Indigenous people may not want to celebrate the arrival of Captain Cook, the achievements of Don Bradman and the Anzac soldiers – they might want to celebrate Land Rights heroes, Elly Bennett, Cathy Freeman and Indigenous service men and women. They might prefer to worship their own language group’s Dream Time ancestors rather than celebrate mass. A truly democratic, multicultural society would welcome such cultural diversity.
Australians are being told that the Federal Government has had to take control of Indigenous communities in the Northern Territory because of the “rivers of alcohol flowing through Indigenous communities”, the neglect and sexual abuse of children and rampant pornography.
If governments fail to create sufficient meaningful employment while denigrating attempts at self-help in communities and, on top of this, impose “a nice white mutual obligation” regime, it is little wonder that alcoholism is a problem.
Alcoholism won’t be cured by John Howard denouncing Aborigines for failing to meet their “mutual obligations”. The impact of alcoholism could be lessened by providing decent work, proper pay, adequate housing, good health staff and alcohol rehabilitation services (see also Tomlinson, J. (2005) Must be the grog can’t be the Government (PDF 235KB)).
Police and soldiers can’t, on their own, stamp out neglect and sexual abuse of Indigenous children. Only the Indigenous community, working in conjunction with children’s services and health workers (ultimately backed up by police authority), can achieve that and this will only happen when these services are available and the community has come to trust the workers. However, while 15 to 20 people are crowded into one house then domestic disputes, violence and inappropriate sexual behaviour are an ever-present danger.
The old quip that John Howard preferred a white blindfold view of history to a Black armband one might not be too wide of the mark. The story of the stolen generations revealed in the Bringing Them Home report showed again and again that at least some of the white families who took the children, removed from their Indigenous mothers, thought they were acting in the best interests of the children. It is a strange view of family which allows people to believe that you have to destroy one generation to save the next.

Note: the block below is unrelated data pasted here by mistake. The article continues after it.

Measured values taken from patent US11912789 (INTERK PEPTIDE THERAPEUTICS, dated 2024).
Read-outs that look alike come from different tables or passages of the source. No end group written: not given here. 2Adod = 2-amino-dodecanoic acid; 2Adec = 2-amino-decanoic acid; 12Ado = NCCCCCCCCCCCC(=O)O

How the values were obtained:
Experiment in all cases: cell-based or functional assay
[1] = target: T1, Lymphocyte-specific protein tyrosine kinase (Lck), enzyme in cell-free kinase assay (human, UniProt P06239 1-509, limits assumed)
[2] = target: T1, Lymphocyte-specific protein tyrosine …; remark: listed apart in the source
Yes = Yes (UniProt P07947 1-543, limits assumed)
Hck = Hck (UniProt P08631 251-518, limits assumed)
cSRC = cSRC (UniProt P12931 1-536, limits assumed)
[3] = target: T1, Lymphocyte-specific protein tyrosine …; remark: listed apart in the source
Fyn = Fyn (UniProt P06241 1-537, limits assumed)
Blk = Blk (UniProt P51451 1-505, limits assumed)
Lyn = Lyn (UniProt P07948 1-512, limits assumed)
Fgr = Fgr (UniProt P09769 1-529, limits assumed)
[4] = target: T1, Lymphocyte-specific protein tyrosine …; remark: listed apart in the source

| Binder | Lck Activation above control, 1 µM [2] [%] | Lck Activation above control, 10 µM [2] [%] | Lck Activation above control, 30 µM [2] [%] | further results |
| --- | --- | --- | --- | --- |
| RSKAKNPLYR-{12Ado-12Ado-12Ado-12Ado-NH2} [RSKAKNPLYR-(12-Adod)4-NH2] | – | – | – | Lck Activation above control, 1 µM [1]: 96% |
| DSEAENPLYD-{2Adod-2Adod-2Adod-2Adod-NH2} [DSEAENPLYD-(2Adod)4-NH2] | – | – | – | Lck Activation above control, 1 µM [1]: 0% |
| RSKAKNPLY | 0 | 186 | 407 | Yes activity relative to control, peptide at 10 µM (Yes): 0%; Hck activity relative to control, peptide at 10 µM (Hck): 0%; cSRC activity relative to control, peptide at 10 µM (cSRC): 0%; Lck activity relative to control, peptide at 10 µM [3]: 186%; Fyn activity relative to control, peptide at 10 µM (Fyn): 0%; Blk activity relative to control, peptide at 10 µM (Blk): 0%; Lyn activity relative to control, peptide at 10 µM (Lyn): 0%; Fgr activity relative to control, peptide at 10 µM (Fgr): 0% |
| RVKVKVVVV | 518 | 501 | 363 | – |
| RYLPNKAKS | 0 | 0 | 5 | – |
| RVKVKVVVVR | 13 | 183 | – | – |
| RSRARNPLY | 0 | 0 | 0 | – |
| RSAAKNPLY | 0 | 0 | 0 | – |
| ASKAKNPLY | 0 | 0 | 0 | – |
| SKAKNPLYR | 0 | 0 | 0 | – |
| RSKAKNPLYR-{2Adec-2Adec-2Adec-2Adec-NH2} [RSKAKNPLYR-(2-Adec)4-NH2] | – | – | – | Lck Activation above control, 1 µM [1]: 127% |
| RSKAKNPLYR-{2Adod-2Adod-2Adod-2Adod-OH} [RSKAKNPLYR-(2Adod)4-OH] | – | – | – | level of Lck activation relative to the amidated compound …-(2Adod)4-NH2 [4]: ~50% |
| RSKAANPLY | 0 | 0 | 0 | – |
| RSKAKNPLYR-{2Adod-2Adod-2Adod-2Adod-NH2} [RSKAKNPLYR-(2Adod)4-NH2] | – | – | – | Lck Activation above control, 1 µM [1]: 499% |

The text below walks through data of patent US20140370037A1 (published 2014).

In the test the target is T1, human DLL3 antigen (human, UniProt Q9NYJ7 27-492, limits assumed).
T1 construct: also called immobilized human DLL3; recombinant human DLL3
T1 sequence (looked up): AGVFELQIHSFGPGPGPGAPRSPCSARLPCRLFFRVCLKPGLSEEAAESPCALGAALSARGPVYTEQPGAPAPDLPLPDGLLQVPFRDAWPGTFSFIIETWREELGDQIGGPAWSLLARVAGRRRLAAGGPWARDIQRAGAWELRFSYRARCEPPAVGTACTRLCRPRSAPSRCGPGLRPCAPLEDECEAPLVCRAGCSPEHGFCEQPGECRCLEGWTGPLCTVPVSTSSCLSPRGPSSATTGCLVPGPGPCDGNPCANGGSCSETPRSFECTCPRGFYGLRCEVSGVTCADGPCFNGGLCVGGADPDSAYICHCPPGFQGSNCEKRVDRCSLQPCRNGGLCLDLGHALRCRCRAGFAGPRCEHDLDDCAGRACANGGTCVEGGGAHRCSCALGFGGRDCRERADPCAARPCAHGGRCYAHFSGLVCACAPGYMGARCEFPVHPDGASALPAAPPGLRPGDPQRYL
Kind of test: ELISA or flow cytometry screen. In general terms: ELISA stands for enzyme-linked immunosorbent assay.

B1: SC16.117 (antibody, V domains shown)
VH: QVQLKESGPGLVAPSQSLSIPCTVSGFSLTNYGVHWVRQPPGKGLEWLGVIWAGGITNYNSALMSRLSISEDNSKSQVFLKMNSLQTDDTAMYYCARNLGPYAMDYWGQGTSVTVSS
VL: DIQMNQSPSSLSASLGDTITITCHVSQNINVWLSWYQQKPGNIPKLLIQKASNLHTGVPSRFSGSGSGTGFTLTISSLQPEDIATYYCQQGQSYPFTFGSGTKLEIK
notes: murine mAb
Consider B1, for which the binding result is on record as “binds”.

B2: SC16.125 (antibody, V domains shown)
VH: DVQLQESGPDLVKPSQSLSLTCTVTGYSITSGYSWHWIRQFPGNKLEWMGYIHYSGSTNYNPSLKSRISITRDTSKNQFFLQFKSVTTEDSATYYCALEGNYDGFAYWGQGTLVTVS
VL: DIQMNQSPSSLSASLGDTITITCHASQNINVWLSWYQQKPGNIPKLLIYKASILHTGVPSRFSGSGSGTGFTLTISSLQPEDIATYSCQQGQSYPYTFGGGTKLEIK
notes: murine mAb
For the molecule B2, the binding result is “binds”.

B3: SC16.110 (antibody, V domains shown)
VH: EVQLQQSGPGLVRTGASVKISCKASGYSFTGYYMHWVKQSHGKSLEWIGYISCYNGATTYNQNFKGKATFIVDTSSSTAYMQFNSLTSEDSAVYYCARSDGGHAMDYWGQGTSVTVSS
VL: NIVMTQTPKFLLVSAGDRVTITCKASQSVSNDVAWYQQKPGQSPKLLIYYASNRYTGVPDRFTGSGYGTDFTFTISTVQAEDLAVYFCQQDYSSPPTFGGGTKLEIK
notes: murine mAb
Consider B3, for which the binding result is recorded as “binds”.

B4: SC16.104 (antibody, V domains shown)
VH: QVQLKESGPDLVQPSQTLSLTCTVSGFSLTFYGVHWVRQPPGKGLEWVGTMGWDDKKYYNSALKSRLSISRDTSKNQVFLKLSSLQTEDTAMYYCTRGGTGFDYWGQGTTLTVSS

Throughout Australia, the various pieces of legislation used to control Aborigines and Torres Strait Islanders were commonly referred to as Protection Acts and the people who administered them were “protectors”.
In Queensland, the Act was originally called the Aboriginals Protection and Restriction of the Sale of Opium Act 1897. By 1939, it had been renamed the Aboriginals Preservation and Protection Act. The degree of a misnomer such titles bestowed was noted by Professor Charles Rowley who commented in relation to Section 36(3) of this 1939 Protection Act that “An almost incredible provision was that if a person were charged under the Queensland Criminal Code with carnal knowledge of an Aboriginal girl under the statutory age of consent, ‘it is a defence to a charge of any of the offences defined … to prove that such a girl had developed a state of puberty’” (Outcasts in White Australia, Pelican, Harmondsworth).
The Protection legislation in all its various forms remained in place in Queensland until 1975. The “protection” which such legislation afforded Indigenous citizens was not sufficient to ensure the “protectors” or the Department of Native Affairs paid Aboriginal workers the wages which white employers of Indigenous labour, were required to pay to the “protectors” or the Department (See Kidd, R. The Way We Civilise, University of Queensland, St Lucia 1997).
In Queensland, the Beattie Government accepted that this was the case and has made a paltry offer of partial repayment of up to $4,000 (Kidd, R. Stolen Wages – A National Issue (PDF 56KB))
Howard’s failure to address the practical problems confronting Indigenous people is a disgrace. Over the last 11 years the Government he leads has not significantly improved the health, housing, sanitation, employment, nutrition and even access to clean drinking water confronting the majority of Indigenous Australians in most rural and remote areas.
To rub salt into the wound he has denigrated those who have requested he come to terms with the need for symbolic reconciliation. He has refused to say “sorry”. He has demonised those who have sought self- determination for Indigenous Australians.
Now, in the dying days of his government, he is again attempting to stir up a storm of moral panic about the mess that confronts many Indigenous communities in rural and remote areas of this continent. It’s time he admitted that his government’s policies and actions are a substantial part of the practical problems facing Indigenous Australians.
Copyright © 2020 John Tomlinson